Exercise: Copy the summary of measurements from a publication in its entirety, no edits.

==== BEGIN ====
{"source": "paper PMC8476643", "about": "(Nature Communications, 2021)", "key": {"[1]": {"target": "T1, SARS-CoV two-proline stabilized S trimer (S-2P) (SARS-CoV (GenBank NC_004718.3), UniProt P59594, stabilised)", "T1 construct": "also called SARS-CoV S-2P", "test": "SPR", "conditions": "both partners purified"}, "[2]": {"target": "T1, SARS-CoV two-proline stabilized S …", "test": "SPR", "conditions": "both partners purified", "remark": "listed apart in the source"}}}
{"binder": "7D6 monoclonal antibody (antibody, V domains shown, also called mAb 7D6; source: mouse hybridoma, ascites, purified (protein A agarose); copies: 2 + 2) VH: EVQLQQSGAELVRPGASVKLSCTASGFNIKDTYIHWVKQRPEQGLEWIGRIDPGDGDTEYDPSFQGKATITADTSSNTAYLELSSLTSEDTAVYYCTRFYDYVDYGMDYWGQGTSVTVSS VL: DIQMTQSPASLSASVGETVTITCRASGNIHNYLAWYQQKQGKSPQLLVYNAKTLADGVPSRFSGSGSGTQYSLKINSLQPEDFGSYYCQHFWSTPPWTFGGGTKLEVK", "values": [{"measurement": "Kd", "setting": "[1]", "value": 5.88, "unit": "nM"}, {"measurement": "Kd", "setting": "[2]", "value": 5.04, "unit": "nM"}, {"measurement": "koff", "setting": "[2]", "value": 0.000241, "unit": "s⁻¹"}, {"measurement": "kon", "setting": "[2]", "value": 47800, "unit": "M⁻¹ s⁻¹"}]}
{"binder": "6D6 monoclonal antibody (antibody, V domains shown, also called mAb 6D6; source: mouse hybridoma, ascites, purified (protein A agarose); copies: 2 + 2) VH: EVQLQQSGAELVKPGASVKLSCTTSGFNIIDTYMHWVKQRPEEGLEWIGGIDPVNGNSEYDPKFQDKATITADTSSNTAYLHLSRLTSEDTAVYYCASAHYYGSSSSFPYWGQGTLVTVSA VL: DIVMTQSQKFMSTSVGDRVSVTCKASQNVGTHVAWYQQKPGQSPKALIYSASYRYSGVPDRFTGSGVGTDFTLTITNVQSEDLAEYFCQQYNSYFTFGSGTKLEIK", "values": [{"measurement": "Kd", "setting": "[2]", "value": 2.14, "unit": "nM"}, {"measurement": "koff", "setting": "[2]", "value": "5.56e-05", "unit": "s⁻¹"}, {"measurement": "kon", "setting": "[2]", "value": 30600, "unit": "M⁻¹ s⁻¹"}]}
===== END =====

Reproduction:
{"source": "paper PMC8476643", "about": "(Nature Communications, 2021)", "key": {"[1]": {"target": "T1, SARS-CoV two-proline stabilized S trimer (S-2P) (SARS-CoV (GenBank NC_004718.3), UniProt P59594, stabilised)", "T1 construct": "also called SARS-CoV S-2P", "test": "SPR", "conditions": "both partners purified"}, "[2]": {"target": "T1, SARS-CoV two-proline stabilized S …", "test": "SPR", "conditions": "both partners purified", "remark": "listed apart in the source"}}}
{"binder": "7D6 monoclonal antibody (antibody, V domains shown, also called mAb 7D6; source: mouse hybridoma, ascites, purified (protein A agarose); copies: 2 + 2) VH: EVQLQQSGAELVRPGASVKLSCTASGFNIKDTYIHWVKQRPEQGLEWIGRIDPGDGDTEYDPSFQGKATITADTSSNTAYLELSSLTSEDTAVYYCTRFYDYVDYGMDYWGQGTSVTVSS VL: DIQMTQSPASLSASVGETVTITCRASGNIHNYLAWYQQKQGKSPQLLVYNAKTLADGVPSRFSGSGSGTQYSLKINSLQPEDFGSYYCQHFWSTPPWTFGGGTKLEVK", "values": [{"measurement": "Kd", "setting": "[1]", "value": 5.88, "unit": "nM"}, {"measurement": "Kd", "setting": "[2]", "value": 5.04, "unit": "nM"}, {"measurement": "koff", "setting": "[2]", "value": 0.000241, "unit": "s⁻¹"}, {"measurement": "kon", "setting": "[2]", "value": 47800, "unit": "M⁻¹ s⁻¹"}]}
{"binder": "6D6 monoclonal antibody (antibody, V domains shown, also called mAb 6D6; source: mouse hybridoma, ascites, purified (protein A agarose); copies: 2 + 2) VH: EVQLQQSGAELVKPGASVKLSCTTSGFNIIDTYMHWVKQRPEEGLEWIGGIDPVNGNSEYDPKFQDKATITADTSSNTAYLHLSRLTSEDTAVYYCASAHYYGSSSSFPYWGQGTLVTVSA VL: DIVMTQSQKFMSTSVGDRVSVTCKASQNVGTHVAWYQQKPGQSPKALIYSASYRYSGVPDRFTGSGVGTDFTLTITNVQSEDLAEYFCQQYNSYFTFGSGTKLEIK", "values": [{"measurement": "Kd", "setting": "[2]", "value": 2.14, "unit": "nM"}, {"measurement": "koff", "setting": "[2]", "value": "5.56e-05", "unit": "s⁻¹"}, {"measurement": "kon", "setting": "[2]", "value": 30600, "unit": "M⁻¹ s⁻¹"}]}